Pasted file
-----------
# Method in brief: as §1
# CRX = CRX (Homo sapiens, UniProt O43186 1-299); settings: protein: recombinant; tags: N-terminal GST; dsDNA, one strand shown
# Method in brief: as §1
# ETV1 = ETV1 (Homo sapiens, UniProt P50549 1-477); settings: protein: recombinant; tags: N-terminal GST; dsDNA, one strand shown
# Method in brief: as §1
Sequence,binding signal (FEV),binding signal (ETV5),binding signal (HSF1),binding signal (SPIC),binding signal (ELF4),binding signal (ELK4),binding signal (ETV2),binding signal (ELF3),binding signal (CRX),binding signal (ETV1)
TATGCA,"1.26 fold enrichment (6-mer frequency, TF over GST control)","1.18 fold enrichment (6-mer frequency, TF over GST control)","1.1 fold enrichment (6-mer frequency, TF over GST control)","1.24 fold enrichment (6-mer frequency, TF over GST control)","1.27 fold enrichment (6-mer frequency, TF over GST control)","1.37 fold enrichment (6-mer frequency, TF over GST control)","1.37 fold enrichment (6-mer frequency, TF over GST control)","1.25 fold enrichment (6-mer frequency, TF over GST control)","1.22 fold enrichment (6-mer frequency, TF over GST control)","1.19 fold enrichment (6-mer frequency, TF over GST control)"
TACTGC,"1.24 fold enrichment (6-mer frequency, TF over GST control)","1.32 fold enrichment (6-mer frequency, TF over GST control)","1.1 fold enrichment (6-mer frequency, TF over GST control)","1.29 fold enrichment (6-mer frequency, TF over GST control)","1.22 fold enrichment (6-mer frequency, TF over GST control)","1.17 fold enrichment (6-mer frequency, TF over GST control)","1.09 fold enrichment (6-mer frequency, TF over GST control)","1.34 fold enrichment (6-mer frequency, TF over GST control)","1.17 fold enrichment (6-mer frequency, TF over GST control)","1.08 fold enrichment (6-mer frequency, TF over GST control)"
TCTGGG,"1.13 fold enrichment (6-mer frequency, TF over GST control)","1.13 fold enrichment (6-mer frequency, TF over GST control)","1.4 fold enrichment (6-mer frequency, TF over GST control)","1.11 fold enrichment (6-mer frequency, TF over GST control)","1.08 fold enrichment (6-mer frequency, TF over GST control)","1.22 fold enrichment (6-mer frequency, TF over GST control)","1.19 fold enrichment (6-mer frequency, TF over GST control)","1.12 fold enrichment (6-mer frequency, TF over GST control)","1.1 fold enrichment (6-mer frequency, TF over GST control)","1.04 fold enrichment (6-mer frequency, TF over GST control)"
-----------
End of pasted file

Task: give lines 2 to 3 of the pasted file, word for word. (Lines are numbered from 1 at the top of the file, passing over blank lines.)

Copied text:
# CRX = CRX (Homo sapiens, UniProt O43186 1-299); settings: protein: recombinant; tags: N-terminal GST; dsDNA, one strand shown
# Method in brief: as §1